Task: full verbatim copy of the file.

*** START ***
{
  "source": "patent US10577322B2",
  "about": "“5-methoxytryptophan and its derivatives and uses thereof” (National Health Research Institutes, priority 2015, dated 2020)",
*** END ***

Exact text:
{
  "source": "patent US10577322B2",
  "about": "“5-methoxytryptophan and its derivatives and uses thereof” (National Health Research Institutes, priority 2015, dated 2020)",